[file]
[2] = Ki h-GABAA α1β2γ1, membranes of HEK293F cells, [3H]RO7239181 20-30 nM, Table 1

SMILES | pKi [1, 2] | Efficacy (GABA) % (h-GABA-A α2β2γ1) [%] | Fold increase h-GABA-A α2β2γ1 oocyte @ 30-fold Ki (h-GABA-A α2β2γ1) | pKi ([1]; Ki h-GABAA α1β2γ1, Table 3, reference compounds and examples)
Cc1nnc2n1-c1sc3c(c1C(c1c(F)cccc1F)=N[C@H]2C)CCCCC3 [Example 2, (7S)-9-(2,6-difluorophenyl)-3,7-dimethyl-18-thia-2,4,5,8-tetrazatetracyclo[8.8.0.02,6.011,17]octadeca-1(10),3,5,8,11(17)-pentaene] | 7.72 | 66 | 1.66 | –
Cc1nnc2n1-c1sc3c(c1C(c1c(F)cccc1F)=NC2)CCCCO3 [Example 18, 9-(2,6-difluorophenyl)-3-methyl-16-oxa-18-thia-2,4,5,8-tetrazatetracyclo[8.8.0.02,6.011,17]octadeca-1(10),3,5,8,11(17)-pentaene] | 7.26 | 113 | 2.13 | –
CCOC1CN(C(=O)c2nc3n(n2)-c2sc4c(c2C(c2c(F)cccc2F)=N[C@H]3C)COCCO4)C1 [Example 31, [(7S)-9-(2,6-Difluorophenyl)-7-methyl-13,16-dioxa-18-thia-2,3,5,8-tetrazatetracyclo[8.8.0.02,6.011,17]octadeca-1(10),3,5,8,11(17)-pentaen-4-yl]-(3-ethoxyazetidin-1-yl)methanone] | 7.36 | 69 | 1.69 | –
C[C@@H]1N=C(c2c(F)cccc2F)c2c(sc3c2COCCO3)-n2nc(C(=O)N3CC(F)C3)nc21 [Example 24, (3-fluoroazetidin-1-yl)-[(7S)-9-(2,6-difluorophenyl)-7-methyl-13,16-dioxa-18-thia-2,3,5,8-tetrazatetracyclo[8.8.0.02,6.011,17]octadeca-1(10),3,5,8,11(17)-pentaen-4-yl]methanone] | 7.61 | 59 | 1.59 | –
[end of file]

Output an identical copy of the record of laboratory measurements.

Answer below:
[2] = Ki h-GABAA α1β2γ1, membranes of HEK293F cells, [3H]RO7239181 20-30 nM, Table 1

SMILES | pKi [1, 2] | Efficacy (GABA) % (h-GABA-A α2β2γ1) [%] | Fold increase h-GABA-A α2β2γ1 oocyte @ 30-fold Ki (h-GABA-A α2β2γ1) | pKi ([1]; Ki h-GABAA α1β2γ1, Table 3, reference compounds and examples)
Cc1nnc2n1-c1sc3c(c1C(c1c(F)cccc1F)=N[C@H]2C)CCCCC3 [Example 2, (7S)-9-(2,6-difluorophenyl)-3,7-dimethyl-18-thia-2,4,5,8-tetrazatetracyclo[8.8.0.02,6.011,17]octadeca-1(10),3,5,8,11(17)-pentaene] | 7.72 | 66 | 1.66 | –
Cc1nnc2n1-c1sc3c(c1C(c1c(F)cccc1F)=NC2)CCCCO3 [Example 18, 9-(2,6-difluorophenyl)-3-methyl-16-oxa-18-thia-2,4,5,8-tetrazatetracyclo[8.8.0.02,6.011,17]octadeca-1(10),3,5,8,11(17)-pentaene] | 7.26 | 113 | 2.13 | –
CCOC1CN(C(=O)c2nc3n(n2)-c2sc4c(c2C(c2c(F)cccc2F)=N[C@H]3C)COCCO4)C1 [Example 31, [(7S)-9-(2,6-Difluorophenyl)-7-methyl-13,16-dioxa-18-thia-2,3,5,8-tetrazatetracyclo[8.8.0.02,6.011,17]octadeca-1(10),3,5,8,11(17)-pentaen-4-yl]-(3-ethoxyazetidin-1-yl)methanone] | 7.36 | 69 | 1.69 | –
C[C@@H]1N=C(c2c(F)cccc2F)c2c(sc3c2COCCO3)-n2nc(C(=O)N3CC(F)C3)nc21 [Example 24, (3-fluoroazetidin-1-yl)-[(7S)-9-(2,6-difluorophenyl)-7-methyl-13,16-dioxa-18-thia-2,3,5,8-tetrazatetracyclo[8.8.0.02,6.011,17]octadeca-1(10),3,5,8,11(17)-pentaen-4-yl]methanone] | 7.61 | 59 | 1.59 | –